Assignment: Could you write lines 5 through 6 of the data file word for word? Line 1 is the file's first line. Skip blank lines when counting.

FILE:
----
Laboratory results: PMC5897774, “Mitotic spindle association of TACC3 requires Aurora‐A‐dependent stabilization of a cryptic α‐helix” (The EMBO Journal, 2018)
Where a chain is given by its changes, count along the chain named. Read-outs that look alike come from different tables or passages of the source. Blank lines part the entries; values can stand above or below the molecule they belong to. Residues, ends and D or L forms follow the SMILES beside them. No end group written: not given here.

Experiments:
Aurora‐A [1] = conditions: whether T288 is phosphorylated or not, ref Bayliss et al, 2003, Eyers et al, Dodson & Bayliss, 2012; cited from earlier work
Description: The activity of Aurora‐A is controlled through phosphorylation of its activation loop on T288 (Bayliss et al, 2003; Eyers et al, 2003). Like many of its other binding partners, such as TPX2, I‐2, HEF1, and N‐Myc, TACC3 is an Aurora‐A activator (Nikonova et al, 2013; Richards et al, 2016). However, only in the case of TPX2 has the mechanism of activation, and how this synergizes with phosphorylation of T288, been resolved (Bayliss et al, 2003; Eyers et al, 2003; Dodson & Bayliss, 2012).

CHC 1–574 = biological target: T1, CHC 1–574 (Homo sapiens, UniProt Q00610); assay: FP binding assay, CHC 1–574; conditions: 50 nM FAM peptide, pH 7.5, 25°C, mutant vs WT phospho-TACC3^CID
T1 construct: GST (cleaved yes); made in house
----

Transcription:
Description: The activity of Aurora‐A is controlled through phosphorylation of its activation loop on T288 (Bayliss et al, 2003; Eyers et al, 2003). Like many of its other binding partners, such as TPX2, I‐2, HEF1, and N‐Myc, TACC3 is an Aurora‐A activator (Nikonova et al, 2013; Richards et al, 2016). However, only in the case of TPX2 has the mechanism of activation, and how this synergizes with phosphorylation of T288, been resolved (Bayliss et al, 2003; Eyers et al, 2003; Dodson & Bayliss, 2012).

CHC 1–574 = biological target: T1, CHC 1–574 (Homo sapiens, UniProt Q00610); assay: FP binding assay, CHC 1–574; conditions: 50 nM FAM peptide, pH 7.5, 25°C, mutant vs WT phospho-TACC3^CID